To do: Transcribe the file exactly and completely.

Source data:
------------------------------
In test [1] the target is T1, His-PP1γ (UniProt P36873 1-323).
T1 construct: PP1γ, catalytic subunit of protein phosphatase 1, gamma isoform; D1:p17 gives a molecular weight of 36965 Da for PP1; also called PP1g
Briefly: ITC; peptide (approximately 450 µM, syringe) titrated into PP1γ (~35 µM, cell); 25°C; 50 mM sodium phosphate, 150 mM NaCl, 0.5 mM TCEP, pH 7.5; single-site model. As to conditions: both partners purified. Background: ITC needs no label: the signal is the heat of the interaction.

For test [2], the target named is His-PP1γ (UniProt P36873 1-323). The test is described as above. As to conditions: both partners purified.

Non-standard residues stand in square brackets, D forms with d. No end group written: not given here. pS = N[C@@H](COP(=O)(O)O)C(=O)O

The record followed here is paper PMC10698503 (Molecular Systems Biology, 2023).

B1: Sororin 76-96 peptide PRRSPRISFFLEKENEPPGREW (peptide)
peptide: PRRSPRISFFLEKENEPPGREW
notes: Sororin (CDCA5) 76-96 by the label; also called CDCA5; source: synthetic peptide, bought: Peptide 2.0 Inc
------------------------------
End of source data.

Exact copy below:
In test [1] the target is T1, His-PP1γ (UniProt P36873 1-323).
T1 construct: PP1γ, catalytic subunit of protein phosphatase 1, gamma isoform; D1:p17 gives a molecular weight of 36965 Da for PP1; also called PP1g
Briefly: ITC; peptide (approximately 450 µM, syringe) titrated into PP1γ (~35 µM, cell); 25°C; 50 mM sodium phosphate, 150 mM NaCl, 0.5 mM TCEP, pH 7.5; single-site model. As to conditions: both partners purified. Background: ITC needs no label: the signal is the heat of the interaction.

For test [2], the target named is His-PP1γ (UniProt P36873 1-323). The test is described as above. As to conditions: both partners purified.

Non-standard residues stand in square brackets, D forms with d. No end group written: not given here. pS = N[C@@H](COP(=O)(O)O)C(=O)O

The record followed here is paper PMC10698503 (Molecular Systems Biology, 2023).

B1: Sororin 76-96 peptide PRRSPRISFFLEKENEPPGREW (peptide)
peptide: PRRSPRISFFLEKENEPPGREW
notes: Sororin (CDCA5) 76-96 by the label; also called CDCA5; source: synthetic peptide, bought: Peptide 2.0 Inc